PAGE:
Dozens of people took part in a parade through Sunderland to remember those who died in the battle of the Somme which was fought a century ago.
Organised by historical group Hebburn Somme Association, those young and old marched from the city's Civic Centre into the city centre.
Thousands watched on as the procession took place, with the Young Carsons Volunteers from Liverpool performing.
The largest battle in the First World War, more than one million soldiers were either killed or injured in the battle over more than 140 days of fighting in France.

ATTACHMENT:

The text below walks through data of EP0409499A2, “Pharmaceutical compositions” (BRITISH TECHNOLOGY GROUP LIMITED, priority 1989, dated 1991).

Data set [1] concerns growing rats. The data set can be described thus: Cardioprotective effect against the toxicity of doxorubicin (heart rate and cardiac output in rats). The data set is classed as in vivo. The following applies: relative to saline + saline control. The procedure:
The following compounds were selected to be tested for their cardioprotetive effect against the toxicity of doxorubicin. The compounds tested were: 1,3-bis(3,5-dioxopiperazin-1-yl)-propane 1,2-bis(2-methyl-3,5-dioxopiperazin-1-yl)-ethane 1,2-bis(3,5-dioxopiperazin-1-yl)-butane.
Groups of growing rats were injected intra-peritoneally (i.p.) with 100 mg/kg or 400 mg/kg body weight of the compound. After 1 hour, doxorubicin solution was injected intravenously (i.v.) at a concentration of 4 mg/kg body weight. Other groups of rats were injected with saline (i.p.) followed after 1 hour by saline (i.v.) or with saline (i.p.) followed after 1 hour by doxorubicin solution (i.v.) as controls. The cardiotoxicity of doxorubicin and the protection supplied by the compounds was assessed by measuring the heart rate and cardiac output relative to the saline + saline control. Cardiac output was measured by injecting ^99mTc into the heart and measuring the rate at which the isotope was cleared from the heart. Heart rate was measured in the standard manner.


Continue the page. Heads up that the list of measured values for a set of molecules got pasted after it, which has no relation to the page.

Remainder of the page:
Its first day of conflict remains the bloodiest day in the history of the British Army and it was felt deeply at home, in particular in towns and villages which had raised Pals battalions and suffered horrible losses.
The parade on Wearside was organised to mark 100 years since the battle took place.
Wreaths were left at the cenotaph as the parade made its way into the city centre.
Derek Bramwell, of Hebburn Somme Association, said: "This is the centenary year of the battle and all other associations across the UK are marking it.
"The battle affected almost every family in the North East when it happened and that's why it's important to remember those who died.
"We've had a really good turnout. There are people from Liverpool, London, Corby, Goven, Fife and East Belfast here today.
"We've also had a great response from the public. It's been fantastic."